Photo/Illutration Eigo Hatakeyama, left, and Takuma Yoshiki show off the card game version of “Kesennuma Quest,” an award-winning video game title they developed, at the Kesennuma city office in Miyagi Prefecture on April 2. (Yusuke Hoshino)

KESENNUMA, Miyagi Prefecture--Eigo Hatakeyama's prized video games were washed away when the tsunami spawned by the 2011 Great East Japan Earthquake devastated this city and damaged his family’s house.

But the loss the disaster inflicted when Hatakeyama, now 18, was an elementary school second-grader soon drove him to start creating software in his spare time.

His devotion to game development paid off in March this year when a role-playing video game app for smartphones by the third-year Kesennuma High School student and classmate Takuma Yoshiki, 17, took top prize at a national competition for high school students.

Players of the pair's Kesennuma Quest” can virtually walk about Kesennuma to shop and speak with real-life residents and people at actual stores in the reproduced city. Players' avatars interact dressed in costumes of the city’s ascidian-based tourism promotion character.

I thought if I made a game where people who left Kesennuma could see the faces of locals they knew, it would motivate them to return to their hometown,” Hatakeyama said.

Awareness that his hometown was in serious decline first hit Hatakeyama in high school, where he began to think about ways to attract people to the city to stop its population from shrinking.

He concluded that instead of holding temporary events, the best way to revive Kesennuma would be through creating something permanent that would stick in people’s minds.

Though Hatakeyama developed the original “Kesennuma Quest” in the summer of 2018, he found it hard to fine-tune the app alone and turned to Yoshiki, his regular video game partner, to try out the software to figure out how to improve it.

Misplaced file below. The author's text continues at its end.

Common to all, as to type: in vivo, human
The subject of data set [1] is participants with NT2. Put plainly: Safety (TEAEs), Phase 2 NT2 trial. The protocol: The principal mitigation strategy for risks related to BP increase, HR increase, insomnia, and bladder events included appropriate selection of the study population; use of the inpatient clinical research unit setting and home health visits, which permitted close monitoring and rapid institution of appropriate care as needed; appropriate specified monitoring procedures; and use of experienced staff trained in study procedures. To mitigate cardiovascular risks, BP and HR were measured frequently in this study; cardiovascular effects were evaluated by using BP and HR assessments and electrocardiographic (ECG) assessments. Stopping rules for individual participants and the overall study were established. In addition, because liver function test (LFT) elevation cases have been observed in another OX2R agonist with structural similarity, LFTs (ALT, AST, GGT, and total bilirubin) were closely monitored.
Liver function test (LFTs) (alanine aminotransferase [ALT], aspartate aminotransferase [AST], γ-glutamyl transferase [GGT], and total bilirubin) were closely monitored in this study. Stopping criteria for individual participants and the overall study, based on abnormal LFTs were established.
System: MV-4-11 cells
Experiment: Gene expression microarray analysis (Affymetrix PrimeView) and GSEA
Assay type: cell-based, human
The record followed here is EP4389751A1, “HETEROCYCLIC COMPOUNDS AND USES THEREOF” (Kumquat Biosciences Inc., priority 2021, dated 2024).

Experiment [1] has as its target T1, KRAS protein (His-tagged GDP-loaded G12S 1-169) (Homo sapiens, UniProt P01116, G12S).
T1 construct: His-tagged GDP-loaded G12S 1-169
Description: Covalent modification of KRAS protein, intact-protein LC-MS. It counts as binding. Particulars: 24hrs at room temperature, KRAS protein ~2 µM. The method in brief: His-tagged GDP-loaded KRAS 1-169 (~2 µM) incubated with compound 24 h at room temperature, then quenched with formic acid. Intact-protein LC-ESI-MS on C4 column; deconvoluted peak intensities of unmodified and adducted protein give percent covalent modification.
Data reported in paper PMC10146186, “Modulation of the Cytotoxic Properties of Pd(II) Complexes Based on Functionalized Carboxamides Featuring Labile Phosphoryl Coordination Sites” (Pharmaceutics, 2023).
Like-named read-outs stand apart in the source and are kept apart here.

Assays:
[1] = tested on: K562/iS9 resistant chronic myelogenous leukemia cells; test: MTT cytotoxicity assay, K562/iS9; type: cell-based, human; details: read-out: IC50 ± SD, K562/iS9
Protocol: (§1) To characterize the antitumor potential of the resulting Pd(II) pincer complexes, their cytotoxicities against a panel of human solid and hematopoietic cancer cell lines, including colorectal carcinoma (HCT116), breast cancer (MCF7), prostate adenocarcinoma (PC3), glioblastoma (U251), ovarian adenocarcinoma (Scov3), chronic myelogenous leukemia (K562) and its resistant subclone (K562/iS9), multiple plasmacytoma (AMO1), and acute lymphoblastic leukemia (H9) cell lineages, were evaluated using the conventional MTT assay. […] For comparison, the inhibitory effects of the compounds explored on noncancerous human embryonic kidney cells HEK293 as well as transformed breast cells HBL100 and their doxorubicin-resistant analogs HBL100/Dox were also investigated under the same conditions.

Yoshiki, like Hatakeyama, has been an avid gamer since he was a child. Though Yoshiki could not play video games for a while in the aftermath of the 2011 earthquake, he was later completely absorbed in them, which helped the two become friends.

One quibble Yoshiki had with “Kesennuma Quest” was the characters moving too slowly.

Following multiple tweaks, Hatakeyama and Yoshiki unveiled their invention at the My Project Award contest, in which high school students offer competing ideas on how to settle problems facing local communities as part of inquiry-based learning.

The My Project Award contest is organized by a steering committee comprising entities including Tokyo-based nonprofit educational organization Katariba.

A total of 1,903 schools, and 751 individuals and groups presented proposals in the latest competition, which was first held in 2013 in Otsuchi, Iwate Prefecture.

After winning the preliminary rounds, 48 teams competed in the final round in March by video conference due to the new coronavirus pandemic.

Kesennuma Quest” scooped both the education minister’s prize and the special award given to an entrant highly evaluated by participating high school students, and was praised by the contest judges as a symbol of the new way of learning.”

I hope people around Japan will become fans of Kesennuma through playing our game,” Hatakeyama said.

Yoshiki had slightly more modest expectations.

“I just want local residents to enjoy the game first of all to bring smiles to their faces,” he said.

Hatakeyama and Yoshiki also said they have created a playing card game version of “Kesennuma Quest,” which features the area’s local dialect, that can be played at events in Kesennuma and on other occasions.